(Fwrd Axis) — Former Trump White House adviser Peter Navarro was arrested on Friday morning and charged with contempt of Congress — allegations he vowed to fight.
A federal grand jury indicted Navarro after defying a House committee’s subpoena investigating the Jan. 6 insurrection on the U.S. Capitol. Navarro’s indictment will remain sealed until his “arrest operation is executed.”
The 72-year-old spoke to reporters and said he was arrested at the airport while en route to Nashville for a television appearance. He was released without bail and ordered to return to the Washington, D.C., court on June 17.
Navarro was indicted on two counts of contempt of Congress, one for failing to provide papers, and another for failing to provide testimony. According to the court filing, the government didn’t want to warn Navarro about the arrest because it “would give the Defendant the opportunity to flee, tamper with witnesses or evidence, or take other steps to interfere with the criminal case.”
The indictment says Navarro is a “private citizen” and that he never appeared before the House committee and never requested an extension for time to appear after he was subpoenaed.
“In fact, NAVARRO had not communicated with the Select Committee in any way after receiving the subpoena on February 9, 2022,” the indictment alleges, until Feb. 27, when he claimed in an email that his “hands are tied” because former President Donald Trump invoked executive privilege. The committee told him he could assert executive privilege on a question-by-question basis during his deposition, and noted there were topics they planned to ask him about that would not raise ‘any executive privilege concerns at all,” but Navarro still failed to appear, the indictment says.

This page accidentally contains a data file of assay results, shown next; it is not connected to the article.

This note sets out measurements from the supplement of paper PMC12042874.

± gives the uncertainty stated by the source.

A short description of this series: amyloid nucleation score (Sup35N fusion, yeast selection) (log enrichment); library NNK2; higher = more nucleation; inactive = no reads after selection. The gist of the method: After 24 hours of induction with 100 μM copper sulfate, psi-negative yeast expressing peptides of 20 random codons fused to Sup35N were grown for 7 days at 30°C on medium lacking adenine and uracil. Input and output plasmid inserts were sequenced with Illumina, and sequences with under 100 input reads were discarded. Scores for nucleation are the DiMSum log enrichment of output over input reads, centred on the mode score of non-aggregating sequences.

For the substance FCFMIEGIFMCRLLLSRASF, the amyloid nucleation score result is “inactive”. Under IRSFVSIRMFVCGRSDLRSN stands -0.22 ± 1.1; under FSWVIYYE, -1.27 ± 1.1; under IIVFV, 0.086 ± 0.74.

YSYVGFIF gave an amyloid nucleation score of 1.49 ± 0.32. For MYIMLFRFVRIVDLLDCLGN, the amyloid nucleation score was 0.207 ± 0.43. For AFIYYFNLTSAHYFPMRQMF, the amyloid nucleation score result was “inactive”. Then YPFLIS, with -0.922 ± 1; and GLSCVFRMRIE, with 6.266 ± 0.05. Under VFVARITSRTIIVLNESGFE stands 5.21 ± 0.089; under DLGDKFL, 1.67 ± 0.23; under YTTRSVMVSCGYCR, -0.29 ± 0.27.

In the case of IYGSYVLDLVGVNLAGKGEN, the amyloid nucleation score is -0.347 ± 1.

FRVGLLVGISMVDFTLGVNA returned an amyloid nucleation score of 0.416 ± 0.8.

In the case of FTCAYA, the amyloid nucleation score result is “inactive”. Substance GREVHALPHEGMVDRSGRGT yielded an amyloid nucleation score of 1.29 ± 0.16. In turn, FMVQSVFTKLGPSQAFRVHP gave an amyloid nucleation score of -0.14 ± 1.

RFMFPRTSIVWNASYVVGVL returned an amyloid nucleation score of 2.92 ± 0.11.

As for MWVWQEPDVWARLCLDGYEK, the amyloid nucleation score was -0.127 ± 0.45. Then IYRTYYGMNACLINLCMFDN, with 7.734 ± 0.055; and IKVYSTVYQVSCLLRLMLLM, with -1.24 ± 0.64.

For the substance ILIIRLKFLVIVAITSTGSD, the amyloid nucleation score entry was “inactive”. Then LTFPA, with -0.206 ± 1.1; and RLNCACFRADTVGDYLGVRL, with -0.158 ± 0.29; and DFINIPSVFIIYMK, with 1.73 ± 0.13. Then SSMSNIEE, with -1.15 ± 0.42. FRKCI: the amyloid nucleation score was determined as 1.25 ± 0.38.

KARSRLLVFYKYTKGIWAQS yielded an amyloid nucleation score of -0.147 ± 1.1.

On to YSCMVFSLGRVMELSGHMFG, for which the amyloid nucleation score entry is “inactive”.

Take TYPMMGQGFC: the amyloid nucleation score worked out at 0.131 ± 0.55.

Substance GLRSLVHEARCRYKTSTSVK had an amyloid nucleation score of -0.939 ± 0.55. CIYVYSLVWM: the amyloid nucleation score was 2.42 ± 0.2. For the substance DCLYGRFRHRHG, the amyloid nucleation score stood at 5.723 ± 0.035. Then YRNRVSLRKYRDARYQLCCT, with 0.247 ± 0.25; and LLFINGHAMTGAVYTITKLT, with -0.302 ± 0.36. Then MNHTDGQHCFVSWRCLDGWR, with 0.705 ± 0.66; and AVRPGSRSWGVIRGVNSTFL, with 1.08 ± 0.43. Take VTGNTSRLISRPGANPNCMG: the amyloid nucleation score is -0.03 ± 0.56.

Earlier this week, Navarro sued the House committee, saying the subpoenas should be dismissed.
On Thursday, Navarro appeared on MSNBC for an interview with Ari Melber, saying he was in “negotiations” with the Justice Department and was “taking this very seriously.”
“If I were to go to prison for a year, which is what the contempt of charge could do to me, that would be about a fourth of my remaining life,” Navarro said. Later in the interview, he told Melber he considers the executive privilege issues in his case to be extremely important. “This is why I’m fighting. This is why I’m willing to go to jail for this,” Navarro said.
Peter Navarro becomes the second person to be charged with criminal contempt of Congress for refusing to cooperate with the Jan. 6 committee.
Steve Bannon, a former Trump White House adviser, was indicted in November after he refused to answer the House committee’s questions. He has pleaded not guilty and will go to trial next month.